Fixing the –startvm Error Message

After upgrading Ubuntu from 18.04 to 20.04, I noticed that my VM .desktop shortcut throws the error message

–startvm is an option for the VirtualBox VM runner (VirtualBoxVM) application, not the VirtualBox Manager.

Before the upgrade, it simply started the virtual machine referenced as parameter value.

It seems that VirtualBox moved the --startvm parameter from the previous VirtualBox executable to VirtualBoxVM. More infos and links can be found in this VirtualBox ticket.

The (easy) solution was to open the .desktop file in an editor, and change the line

Exec=/usr/lib/virtualbox/VirtualBox ....


Exec=/usr/lib/virtualbox/VirtualBoxVM ....

Handling NOT_IMPLEMENTED in VMware Player log file

I moved a VMware VM from one PC to another, and could not start the VM on the new machine any more.

The player’s log file contained a couple of Access Denied messages, and the line

NOT_IMPLEMENTED C:/ob/bora-80004/bora/apps/lib/cui/

After the backtrace section and a set of CoreDump files, the log file ends with

[msg.log.error.unrecoverable] VMware Player unrecoverable error: (player)
NOT_IMPLEMENTED C:/ob/bora-80004/bora/apps/lib/cui/
[msg.panic.haveLog] A log file is available in 

Background info: the VM contains a 64bit Windows server, the original PC runs 64bit Windows 7. The target machine runs on 32bit Windows 7, and a quite dated version of VMware Player (2.0.x).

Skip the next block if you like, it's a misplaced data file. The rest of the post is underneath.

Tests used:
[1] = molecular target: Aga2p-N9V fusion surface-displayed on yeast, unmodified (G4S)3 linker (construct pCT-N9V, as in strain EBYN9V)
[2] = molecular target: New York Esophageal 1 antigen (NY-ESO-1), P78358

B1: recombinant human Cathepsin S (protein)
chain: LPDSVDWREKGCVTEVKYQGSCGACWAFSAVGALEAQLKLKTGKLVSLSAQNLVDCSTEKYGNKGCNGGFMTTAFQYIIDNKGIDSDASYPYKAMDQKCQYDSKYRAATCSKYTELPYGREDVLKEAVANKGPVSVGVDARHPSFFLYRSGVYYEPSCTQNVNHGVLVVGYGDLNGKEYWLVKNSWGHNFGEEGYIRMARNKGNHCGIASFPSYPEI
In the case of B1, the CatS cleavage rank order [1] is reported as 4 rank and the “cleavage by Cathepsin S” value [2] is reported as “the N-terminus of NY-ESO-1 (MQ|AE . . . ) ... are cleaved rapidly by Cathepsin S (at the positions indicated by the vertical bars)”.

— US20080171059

After finding the VMware community post Error running 64 bit guest OS on a 32bit windows XP with processor supporing 64bit OS I upgraded to the lastest version of VMware player (5.0.x), installed VMware Tools as prompted, and the 64bit VM ran on 32bit Windows.

Virtualizing a Windows 2000 Installation

If you want to save your applications that do not run under Windows 7, you sooner or later need to migration them into a VM.

First, you need to create a disk image of the original installation: I removed the boot disks from the PCs, and connected them to W7 using an IDE-to-USB converter.

To take a snapshot of the disk, I used vConverter and disk2vhd on different occasions. vConverter creates .vmdk files, where disk2vhd uses the .vhd format. Both file formats can be used by VirtualBox.

Before you start your favorite snapshot tool, you should

  • uninstall any software you do not need in the VM
  • clean up unused files on the disk: temp files, downloads, browser history, recycle bin, etc.
  • defrag the harddisk

After preparing the harddisk, create the image.

Start VirtualBox and create a new Virtual Machine. Add the image as boot disk.

In the System tab, I had to enable the IO-APIC setting to get the VM to boot. Add a CD drive in the VM configuration to allow for mounting and installing the Extension Pack once the VM is running.

After installing the extensions (previously called Guest Additions), you can adjust the display settings to a higher resolution. (you will be prompted to set color depth to 32-bit)

If you could not perform the uninstall or cleanup operations on the original harddisks, you can now clean the harddisk inside the VM.

Note that if the VM is offline, you can mount the disk image using Windows 7’s Disk Management and resize the volumes inside the image file.

However I could not find any information on how to shrink VHD files reliably using VirtualBox: VBoxManage modifyhd does not support the –compact option for vhd’s.

The following links did not sound very reassuring, so I did not try them:

VHDResizer can shrink a vhd file, but may leave you with an unbootable image. Virtual PC seems to have an option to compact a vhd file, but the “empty” space needs to be filled with zeros.

So it’s best to clean up before creating the image to avoid complications later on.